After decades of working in the food industry, Martin places a strong emphasis on uniformity and clarity. "This started out as a cottage industry, and cottage industries sometimes stick with what works over what's best," he says. "We're trying to get our clients to put the milligrams [of THC] per dosage on their labels. We're trying to get everyone to think in terms of serving sizes, and making their products the same way every time. People need to know that when they buy a certain product, it's going to produce the same effects every time."

Now the cellophane packaging of the late 1990s has given way to labels that resemble those of any supermarket food item. Legalization opened the door for more aggressive marketing and easier information sharing, and these forces naturally foster a more standardized environment.

Over time, even if California maintains its semi-resigned commitment to laissez faire, market forces will eventually drive more dispensaries to engage the services of third-party services such as testing laboratories. "When liability becomes a real issue for all these businesses, they'll be testing everything like every food company does today," Martin says. "They want to make sure that they have data in-house to prove that their product was leaving their shelves clean."

Government regulation would surely hasten this process. But the move toward greater transparency, more information, and an emphasis on product safety and consumer empowerment has been animating California's medical marijuana industry since its inception. As legislators and industry advocates alike insist that legal marijuana requires detailed codes and regulations and high-level governmental coddling, California's experience suggests otherwise. In the wild, wild west, at least, reefer madness proved no match for the domesticating influence of capitalism.

NEXT: Peter Schiff Asks: Will Walmart Shoppers Support "Everyday High Wages"?

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  1. A price of $10 a gram (4,536 an lb $283 an oz) seems a tad high. But I don’t live in CA. Or know where to even buy the stuff. I just read about it.

    1. 283 an oz seems like what my friends in colorado have been saying

    2. That’s reasonable, actually. In Berkeley in the early 2000s, that was the going price for a gram of good stuff (and $40-50 for an eighth). Prices were similar throughout NorCal; prices were less in SoCal but their pot sucked. Clearly, I do not know these things from personal knowledge……..

      The fact that prices have NOT gone up (while I’m sure quality has) in over a decade is the surprising thing to me…

      1. 40 per eighth is the going rate.

        1. That’s in the Bay Area.

          Why are you surprised that quality has gone up but prices haven’t? That’s generally one of the positive effects of competition that we free marketeers harp on over and over.

          1. Eh…inflation, as well as the costs of quality testing, rent, lawyers, those $12,000 trimmers (trimming was done for free by a roomful of stoners just excited to be involved in the process back then). Taking all that into account, I would still expect to see some upward pressure on prices. But, yes, I’m wrong… and happy to see that I am.

    3. With apologies to P.J. O’Rourke, if you thought marijuana was expensive before, just wait how expensive it is once it’s legal!

    4. My freelance dispensor in so. Cal gets $20 for 1 1/2 gram of “the good stuff” and $20 for a quarter-ounce (7 gram) of the ordinary stuff. Medicinal is $40 to $60/eighth, and my local regulated dispensor delivers.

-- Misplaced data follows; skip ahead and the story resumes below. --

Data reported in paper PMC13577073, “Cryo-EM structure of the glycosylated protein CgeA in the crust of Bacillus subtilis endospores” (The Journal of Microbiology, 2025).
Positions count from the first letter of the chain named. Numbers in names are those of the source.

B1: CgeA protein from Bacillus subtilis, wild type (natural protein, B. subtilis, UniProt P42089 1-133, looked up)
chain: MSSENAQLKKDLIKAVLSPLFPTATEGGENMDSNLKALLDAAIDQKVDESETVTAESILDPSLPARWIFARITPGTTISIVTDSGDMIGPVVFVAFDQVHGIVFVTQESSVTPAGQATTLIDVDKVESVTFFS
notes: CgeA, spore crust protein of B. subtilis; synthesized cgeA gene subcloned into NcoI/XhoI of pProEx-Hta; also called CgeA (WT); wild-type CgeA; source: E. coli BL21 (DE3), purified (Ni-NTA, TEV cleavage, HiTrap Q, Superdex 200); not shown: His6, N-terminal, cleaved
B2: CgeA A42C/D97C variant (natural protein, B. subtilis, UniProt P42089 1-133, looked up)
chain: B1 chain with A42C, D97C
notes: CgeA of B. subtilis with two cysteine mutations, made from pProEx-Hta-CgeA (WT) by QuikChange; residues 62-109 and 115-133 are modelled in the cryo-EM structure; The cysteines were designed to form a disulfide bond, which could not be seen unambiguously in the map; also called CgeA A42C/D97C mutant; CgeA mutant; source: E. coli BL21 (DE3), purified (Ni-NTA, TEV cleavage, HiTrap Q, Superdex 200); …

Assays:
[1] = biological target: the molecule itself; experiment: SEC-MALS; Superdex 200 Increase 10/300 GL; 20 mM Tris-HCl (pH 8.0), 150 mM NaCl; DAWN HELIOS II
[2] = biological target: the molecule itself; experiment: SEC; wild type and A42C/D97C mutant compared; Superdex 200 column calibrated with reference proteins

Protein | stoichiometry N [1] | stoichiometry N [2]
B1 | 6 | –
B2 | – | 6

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  3. “There were no allergen statements, no caloric impact statements, nothing but a brownie full of pot. God knows how much pot, though, so you only better eat a little bit. If you ate too much, you could be very uncomfortable. It could send you to the emergency room with an anxiety attack.”
    —-
    That sounds like Dolores Park in SF on a Saturday… from what I’ve heard.

  4. I know this is about pot, but it lumps in with Reason’s call for an end to the ineffectual war on drugs. I see that this President just commuted the sentences of 11 people convicted under crack cocaine offenses, under penalties that have since become too harsh. But nonetheless, he commuted those sentences. Maybe a step in the right direction by the federal government? Think any current Tea Party person would have done similarly? I’ll give you Rand Paul, but even there I have my doubts, because that kind of act does not sit well in red-state America.

    1. The Tea Party takes no position on this issue. The Tea Party wants limited government.

      1. But Reason does, and it is a strong supporter of the Tea Party. Just pointing out that this President is taking a small step in the direction Reason would like to go, and its a step most Tea Partiers in Congress would not take. But you tell me, do you think Gomert, Bachmann, Gingrey, Huelscamp, or pick any of them…do you think they would have commuted the sentences of crack cocaine users because the penalties were to harsh?

    2. Jesus H. Christ, you are a TEAM piece of shit. Just type “BOOOOOSH!!!11” to save space next time.

      1. Don’t read it if you don’t like it.

  5. Most people like this “Benefits”.

  6. Just think of all the jobs that will be created by the California Ministry of Cannabis Control. We have a State Liquor Control Board here in PA, and it employs thousands.

  7. A correction:

    “our nation’s largest state, which doubles as the world’s eighth-largest economy”

    California is neither, actually. Alaska is the largest (663,267.26 sq. mi.), Texas second (268,580.82 sq. mi.), California third (163,695.57 sq. mi.). Furthermore, even if we presuppose that California is its own sovereign nation for this comparison, it still ranks 12th behind Canada. It is the largest state economy though ($1,735,360,000,000), with Texas coming in 2nd ($1,149,908,000,000 – 16th as a nation) with New York in third ($1,016,350,000,000 – 18th as a nation).

  8. The current murky state of California regulation of pot is just fine. Once it is completely legalized liberals will not be able to resist regulating and taxing it to death.

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  10. Am I the only one who is confused when libertarians praise the proliferation of government regulation?

    With marijuana, where there was one regulation (don’t do it), now there are many regulations (you can do it, if you follow the following several hundred – and counting – rules).

    1. I think they might be something like libertarian-lite. Or something.

  11. years after deciding that marijuana should be at least as perm